04:16 GMT +317 December 2018
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    Belgian troops take part in artillery drills as part of Trident Juncture 18.

    Russians ‘Saw Pretty Much Everything’ at Largest NATO Drill Since Cold War Ended

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    A US Navy commander involved in the recent NATO drills held from late October to early November said that conducting operations in the cold off the Norwegian coast was a wakeup call for America’s sailors and ships.

    Trident Juncture was the largest NATO exercise conducted since the end of the Cold War. "When I was in the States [before the drill started], people asked me, ‘Hey, why'd you do this in October and November? It's pretty nasty and cold in the high north at this time of year,'" said US Navy Adm. James G. Foggo III during a November 30 podcast called "On The Horizon."

    "That's exactly why. We wanted to stress the force, and we truly did get some lessons learned out of this. We gave the NATO alliance the opportunity to train with us and to be interoperable, and we demonstrated the global reach of that alliance. If a campaign happened somewhere in the world, NATO has proven that it can move seven equivalent brigades in about 30 days… Overall, I think we exceeded expectations," Foggo said.

    Another commander, Vice Adm. Andrew Lewis, offered a different view on Trident Juncture during an event at the Center for Strategic and International Studies (CSIS) in Washington in late November, Business Insider noted.

    "We've been operating in the Persian Gulf, where it's like a lake, and it's really hot, whereas now we're operating up off the coast of Norway, where it's blowing a gale, the decks are moving around, the ships are getting beat up, and the people are getting beat up… We're not used to being out on the flight deck for long periods of time where it's really cold," said Lewis, as quoted by BI. Lewis is the new commander of the US Navy's Second Fleet, which was recently reactivated to operate in cold waters.

    According to Foggo, "the purpose of this exercise is to deter, to defend and to dialogue with potential adversaries," he noted.

    When asked about the outcomes of the dialogue with Russia in relation to Trident Juncture, Foggo responded that, "Russia is a member of the Organization for Security and Cooperation in Europe [and] a treaty called the Vienna Document. In line with that treaty, they're authorized to have observers at large exercises like this. So we invited them to come. They actually sent two observers who were there for the preponderance of the live [fire] period.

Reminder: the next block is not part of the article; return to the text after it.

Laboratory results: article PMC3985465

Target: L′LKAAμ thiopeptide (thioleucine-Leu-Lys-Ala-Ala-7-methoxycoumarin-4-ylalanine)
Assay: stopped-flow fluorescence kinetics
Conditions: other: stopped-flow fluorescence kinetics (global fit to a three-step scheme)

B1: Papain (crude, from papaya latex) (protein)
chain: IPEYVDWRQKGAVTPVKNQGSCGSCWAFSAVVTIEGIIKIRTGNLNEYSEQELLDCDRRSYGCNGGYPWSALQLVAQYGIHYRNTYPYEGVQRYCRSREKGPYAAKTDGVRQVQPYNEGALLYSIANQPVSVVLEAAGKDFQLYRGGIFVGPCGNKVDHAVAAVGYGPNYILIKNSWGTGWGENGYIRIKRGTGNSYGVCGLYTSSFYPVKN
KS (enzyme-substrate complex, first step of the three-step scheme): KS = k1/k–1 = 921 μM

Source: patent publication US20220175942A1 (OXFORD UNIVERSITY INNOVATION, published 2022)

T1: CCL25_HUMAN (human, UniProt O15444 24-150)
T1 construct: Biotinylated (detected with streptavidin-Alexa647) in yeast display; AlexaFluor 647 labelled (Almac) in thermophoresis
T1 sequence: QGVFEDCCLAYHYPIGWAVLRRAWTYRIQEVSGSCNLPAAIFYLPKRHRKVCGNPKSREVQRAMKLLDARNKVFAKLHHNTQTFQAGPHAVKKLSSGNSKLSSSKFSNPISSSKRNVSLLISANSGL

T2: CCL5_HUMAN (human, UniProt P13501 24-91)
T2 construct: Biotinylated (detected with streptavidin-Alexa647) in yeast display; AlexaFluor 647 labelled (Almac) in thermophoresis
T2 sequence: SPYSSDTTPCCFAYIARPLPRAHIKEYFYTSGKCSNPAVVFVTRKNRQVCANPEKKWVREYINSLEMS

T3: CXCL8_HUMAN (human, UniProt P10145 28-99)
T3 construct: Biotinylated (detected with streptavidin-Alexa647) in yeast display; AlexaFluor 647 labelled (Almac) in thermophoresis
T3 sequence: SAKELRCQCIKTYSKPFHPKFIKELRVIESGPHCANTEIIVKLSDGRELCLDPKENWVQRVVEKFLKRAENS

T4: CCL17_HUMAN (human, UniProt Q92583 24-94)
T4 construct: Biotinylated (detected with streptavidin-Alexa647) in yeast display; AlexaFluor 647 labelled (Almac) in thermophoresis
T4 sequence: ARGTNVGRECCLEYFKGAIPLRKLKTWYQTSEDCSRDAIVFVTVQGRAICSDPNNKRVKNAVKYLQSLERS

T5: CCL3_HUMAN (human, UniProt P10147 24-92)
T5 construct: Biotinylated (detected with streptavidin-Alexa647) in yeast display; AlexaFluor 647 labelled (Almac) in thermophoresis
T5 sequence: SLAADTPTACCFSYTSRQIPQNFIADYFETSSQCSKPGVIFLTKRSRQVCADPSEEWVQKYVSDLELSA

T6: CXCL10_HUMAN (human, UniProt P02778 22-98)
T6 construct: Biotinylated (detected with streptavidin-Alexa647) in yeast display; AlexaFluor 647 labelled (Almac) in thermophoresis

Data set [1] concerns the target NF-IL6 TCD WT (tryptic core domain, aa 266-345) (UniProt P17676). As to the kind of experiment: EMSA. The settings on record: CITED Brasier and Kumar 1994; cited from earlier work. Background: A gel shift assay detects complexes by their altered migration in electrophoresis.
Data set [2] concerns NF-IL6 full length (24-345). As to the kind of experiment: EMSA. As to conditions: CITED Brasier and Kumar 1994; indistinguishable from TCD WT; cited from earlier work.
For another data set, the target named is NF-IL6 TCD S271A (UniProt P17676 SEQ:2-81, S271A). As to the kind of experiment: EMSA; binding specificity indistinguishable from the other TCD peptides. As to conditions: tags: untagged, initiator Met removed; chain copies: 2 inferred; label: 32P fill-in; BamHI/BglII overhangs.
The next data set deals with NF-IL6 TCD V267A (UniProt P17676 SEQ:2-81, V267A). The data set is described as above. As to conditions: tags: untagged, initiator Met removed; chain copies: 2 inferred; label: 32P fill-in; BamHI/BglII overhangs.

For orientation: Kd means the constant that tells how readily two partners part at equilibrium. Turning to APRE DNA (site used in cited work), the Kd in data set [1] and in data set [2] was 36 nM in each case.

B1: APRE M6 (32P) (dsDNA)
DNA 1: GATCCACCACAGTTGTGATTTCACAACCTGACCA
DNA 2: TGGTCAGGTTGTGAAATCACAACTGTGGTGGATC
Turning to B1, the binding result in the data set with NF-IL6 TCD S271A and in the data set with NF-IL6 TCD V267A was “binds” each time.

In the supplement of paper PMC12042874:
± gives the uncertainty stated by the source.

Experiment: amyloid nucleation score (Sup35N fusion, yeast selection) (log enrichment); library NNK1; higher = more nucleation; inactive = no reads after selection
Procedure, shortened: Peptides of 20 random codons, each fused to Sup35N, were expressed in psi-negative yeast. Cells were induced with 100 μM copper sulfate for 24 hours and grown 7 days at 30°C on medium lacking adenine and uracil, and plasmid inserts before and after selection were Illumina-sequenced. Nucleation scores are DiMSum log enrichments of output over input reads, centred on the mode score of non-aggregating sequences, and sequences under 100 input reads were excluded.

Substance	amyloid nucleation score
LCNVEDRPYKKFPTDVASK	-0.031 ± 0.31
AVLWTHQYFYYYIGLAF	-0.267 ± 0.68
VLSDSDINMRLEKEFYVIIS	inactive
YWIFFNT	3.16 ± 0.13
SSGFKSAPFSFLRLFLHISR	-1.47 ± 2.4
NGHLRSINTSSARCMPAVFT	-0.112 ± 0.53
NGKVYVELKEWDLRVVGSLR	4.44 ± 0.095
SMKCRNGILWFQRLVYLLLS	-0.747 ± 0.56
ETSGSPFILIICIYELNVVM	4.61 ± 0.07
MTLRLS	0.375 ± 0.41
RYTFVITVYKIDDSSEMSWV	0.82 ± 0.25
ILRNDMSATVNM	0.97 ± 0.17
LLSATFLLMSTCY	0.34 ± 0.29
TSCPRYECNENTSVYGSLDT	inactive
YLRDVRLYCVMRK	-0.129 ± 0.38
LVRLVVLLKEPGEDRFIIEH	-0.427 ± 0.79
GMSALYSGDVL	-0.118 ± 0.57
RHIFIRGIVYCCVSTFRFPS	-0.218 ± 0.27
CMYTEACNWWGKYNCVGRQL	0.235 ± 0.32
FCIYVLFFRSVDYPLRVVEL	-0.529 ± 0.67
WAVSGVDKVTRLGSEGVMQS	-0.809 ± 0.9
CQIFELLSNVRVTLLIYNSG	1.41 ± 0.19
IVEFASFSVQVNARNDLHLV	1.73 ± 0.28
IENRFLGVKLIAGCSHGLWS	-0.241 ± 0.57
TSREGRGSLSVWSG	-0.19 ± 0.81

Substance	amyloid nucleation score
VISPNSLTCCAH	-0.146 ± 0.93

"They pretty much saw everything we were doing. I wanted them to see the capability and the capacity of NATO, and I think it was impressive. If I were them, I would take a message home: NATO is strong, don't mess with NATO. "

    "At the same time, we've got [US] General [Curtis] Scaparotti, who's had several conversations with the Russian chief of defense. I think that's a good thing — it avoids mistakes and miscalculations."

    "One last thing on dialogue — and I think this was brilliant — the secretary-general came for the Distinguished Visitors' Day, and then he returned to Brussels. The following day, NATO convened a meeting of the NATO-Russia Council. [The Russians] have an observer, ambassador and delegation to NATO. They were able to come into the room with the secretary-general and his team of the international staff and the international military staff. They were able to talk about areas in which we agree on, and areas we don't agree on."

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    Trident Juncture 18, US Navy, NATO, Norway
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